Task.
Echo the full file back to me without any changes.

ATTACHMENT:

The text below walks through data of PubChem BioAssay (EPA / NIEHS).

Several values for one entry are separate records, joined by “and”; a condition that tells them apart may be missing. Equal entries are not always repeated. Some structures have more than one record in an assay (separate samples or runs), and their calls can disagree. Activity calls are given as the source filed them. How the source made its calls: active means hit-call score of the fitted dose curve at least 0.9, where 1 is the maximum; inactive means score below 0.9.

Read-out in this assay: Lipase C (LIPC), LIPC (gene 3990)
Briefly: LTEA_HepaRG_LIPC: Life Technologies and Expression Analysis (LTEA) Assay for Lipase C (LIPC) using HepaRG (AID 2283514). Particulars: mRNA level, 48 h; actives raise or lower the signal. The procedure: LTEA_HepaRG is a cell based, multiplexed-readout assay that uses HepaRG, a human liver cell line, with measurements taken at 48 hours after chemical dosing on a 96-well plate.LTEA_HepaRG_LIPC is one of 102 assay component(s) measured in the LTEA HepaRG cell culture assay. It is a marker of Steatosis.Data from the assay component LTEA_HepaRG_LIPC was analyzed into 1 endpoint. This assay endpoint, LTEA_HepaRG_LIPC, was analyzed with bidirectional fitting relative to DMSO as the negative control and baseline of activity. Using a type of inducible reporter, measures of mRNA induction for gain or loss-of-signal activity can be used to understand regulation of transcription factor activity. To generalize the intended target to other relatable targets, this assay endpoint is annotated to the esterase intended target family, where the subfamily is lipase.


The text below walks through data of PubChem BioAssay (EPA / NIEHS).

Several values for one entry are separate records, joined by “and”; a condition that tells them apart may be missing. Equal entries are not always repeated. Some structures have more than one record in an assay (separate samples or runs), and their calls can disagree. Activity calls are given as the source filed them. How the source made its calls: active means hit-call score of the fitted dose curve at least 0.9, where 1 is the maximum; inactive means score below 0.9.

Read-out in this assay: Lipase C (LIPC), LIPC (gene 3990)
Briefly: LTEA_HepaRG_LIPC: Life Technologies and Expression Analysis (LTEA) Assay for Lipase C (LIPC) using HepaRG (AID 2283514). Particulars: mRNA level, 48 h; actives raise or lower the signal. The procedure: LTEA_HepaRG is a cell based, multiplexed-readout assay that uses HepaRG, a human liver cell line, with measurements taken at 48 hours after chemical dosing on a 96-well plate.LTEA_HepaRG_LIPC is one of 102 assay component(s) measured in the LTEA HepaRG cell culture assay. It is a marker of Steatosis.Data from the assay component LTEA_HepaRG_LIPC was analyzed into 1 endpoint. This assay endpoint, LTEA_HepaRG_LIPC, was analyzed with bidirectional fitting relative to DMSO as the negative control and baseline of activity. Using a type of inducible reporter, measures of mRNA induction for gain or loss-of-signal activity can be used to understand regulation of transcription factor activity. To generalize the intended target to other relatable targets, this assay endpoint is annotated to the esterase intended target family, where the subfamily is lipase.